first time in France: Paris -> Provence or vice versa?

My friend and I are going to France for the first time (well, MY first time!) for a 16-day trip in late September to mid-October. We're in agreement about where we want to go but we can't make up our minds about the direction. My thought was that we'd fly into Paris and spend a week, then rent a car and drive into the Loire Valley to see the chateaux for 4 days, then into Provence for 5 days and leave from there. Then my friend suggested going in the other direction, first Provence and then Paris. And Rick Steves makes the same suggestion in his France 2013 guidebook: "Most find the easygoing Mediterranean city of Nice far easier than Paris as a starting point for their trip." I still like the idea of starting in Paris and going south (I want to see the great city at the beginning of the trip, and it seems our energy for it will be fresher), but we're discussing the pros and cons of this. Any thoughts and experiences on this vital travel question?

Posted by Richard
Los Angeles
633 posts

I'd save Paris for last when you are over the jet lag and have more energy to stay up later to see the city at night. I didn't have much interest in seeing the Loire so 4 days is way too much IMO, I'd rather spend the time in The Dordogne.

Posted by Andrea
Sacramento, CA
4875 posts

I agree with you that flying into Paris would be a good way to start the trip. Traveling north to south might be helpful weather wise. Also saving the driving for later when you're more rested is a good idea. There is nothing wrong with doing it south to north. One way to decide might be to check airfare and if one way is less expensive than another, flying into Paris and home from Nice and visa versa.

Posted by Rosalyn
Berkeley
1009 posts

Actually, you might have more energy later in your trip, when you're over jet-lag, than at the beginning. Also, IMO, 4 days is too much for the Loire. 2 days (3 nights) is adequate. Add the time to Provence. Provence is large and has many beautiful, charming, and interesting sights to see. Even a week will hardly let you do it justice. Open jaw is the way to go, no matter which starting and ending points you choose.

Posted by pat
victoria, Canada
7828 posts

Rick I personally don't think it makes a huge difference, I sort of side with the start in Paris and finish low key south myself.. and I agree, that for Loire Valley 3 days are enough.. enjoy a stop somewhere random between Loire Valley and Provence instead perhaps. I also think I would prefer weather in Paris in September then October, there may be not too much difference, but just like where we both live , rain and cooler weather increases from Sept to October gradually right? I think Rick STeves figures that the average never been to Europe American is going to have major culture shock arriving in Paris , but frankly I am not so sure, perhaps if you are "off the farm mid west guy", but you seem like you are from a larger city , yes, Paris is overwhelming to some but I bet you will be fine.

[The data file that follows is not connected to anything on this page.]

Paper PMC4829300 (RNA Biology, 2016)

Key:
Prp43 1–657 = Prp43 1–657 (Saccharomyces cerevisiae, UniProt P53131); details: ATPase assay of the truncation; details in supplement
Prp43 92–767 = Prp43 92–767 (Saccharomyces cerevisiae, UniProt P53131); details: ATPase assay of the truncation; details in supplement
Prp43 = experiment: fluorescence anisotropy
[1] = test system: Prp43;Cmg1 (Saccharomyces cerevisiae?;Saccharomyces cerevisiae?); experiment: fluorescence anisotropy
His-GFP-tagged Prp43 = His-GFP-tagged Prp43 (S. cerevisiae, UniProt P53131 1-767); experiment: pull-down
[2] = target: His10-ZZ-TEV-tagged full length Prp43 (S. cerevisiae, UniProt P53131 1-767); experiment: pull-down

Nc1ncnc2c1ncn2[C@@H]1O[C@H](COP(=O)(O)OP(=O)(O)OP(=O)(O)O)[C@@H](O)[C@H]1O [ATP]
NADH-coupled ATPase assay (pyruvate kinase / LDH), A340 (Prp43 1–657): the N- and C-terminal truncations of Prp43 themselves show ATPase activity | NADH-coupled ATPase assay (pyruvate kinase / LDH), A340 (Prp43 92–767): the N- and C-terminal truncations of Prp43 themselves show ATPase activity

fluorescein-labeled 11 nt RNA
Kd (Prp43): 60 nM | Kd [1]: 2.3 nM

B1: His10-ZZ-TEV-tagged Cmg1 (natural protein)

Posted by Adam
Boston
2633 posts

I don't think it makes much difference that time of year, all else equal. So if there is a hotel that looks especially fun but only has vacancies part of the time, or if there is a particular exhibit or a festival, you can make this decision based on that sort of thing. Your choice of "where to de-jet lag" should include the Loire as an easygoing smaller-city alternative to Paris. Nice airport is a good idea if you want to spend time in Nice, otherwise perhaps not. Nosy impertinent question for you and yours: Are you sure you are just going to love all those Renaissance chateaux to pieces? Because if not four nights in the Loire is a lot. You can hedge your bets a little if you visit the Loire before Paris, because there are some really great chateaux that are easy day trips from Paris. So you could spend perhaps 2 full days in the Loire and if you want more either extend your stay or plan to spend a day of Paris seeing Versailles or Fontainebleau or Chantilly. The upside is that if you find you're ready for something else--you've got an extra day in Paris!

Posted by Rick
Boston, MA
65 posts

Thank you, everyone! Thanks for the tips about 4 days in the Loire being too much. So some of the Loire chateaux are day-trippable from Paris? Richard, I've heard of the Dordogne but I honestly don't know where or what it is, so Wikipedia, here I come. Roslyn, I appreciate the suggestion about going "open-jaw", particularly since (ok, I know this is going to be a really bad double-entrendre) I'm so new at world travel that I look around at everything I'm seeing with an open jaw. :-)) I've spent too much of my life NOT being a world-traveler, then two years ago I went to Italy for the first time and it made me realize that I now have many years to make up for. Hence the open-jaw attitude...

Posted by Adam
Boston
2633 posts

The Renaissance chateaux that I mentioned as possible day trips from Paris (and there are others) are not in the Loire valley. They are close to Paris.

Posted by Southam
Windsor, Ontario, Canada
912 posts

I prefer flyng into the south, either Nice or Marseille, both easy and cheap connections on your trans-Atlantic ticket. You can probably fly home non-stop from Paris and get up at a reasonable hour of the morning to catch the flight, which is less likely if you have to allow for the connecting time coming from the south.

Posted by pat
victoria, Canada
7828 posts

No ., Loire is not really a daytrip from Paris, it can be done if you take a train to Tours and then rent a car ( Chateaus are not close together ) but that's not cheap , or taking a big bus tour and that's a lot more expensive) but as Adam says there are chateaus that are doable and pleasant daytrips from Paris, Versailles of course is number one, but also look at Fontainebleau ,Chantilly, Or Vaux le Vicomte.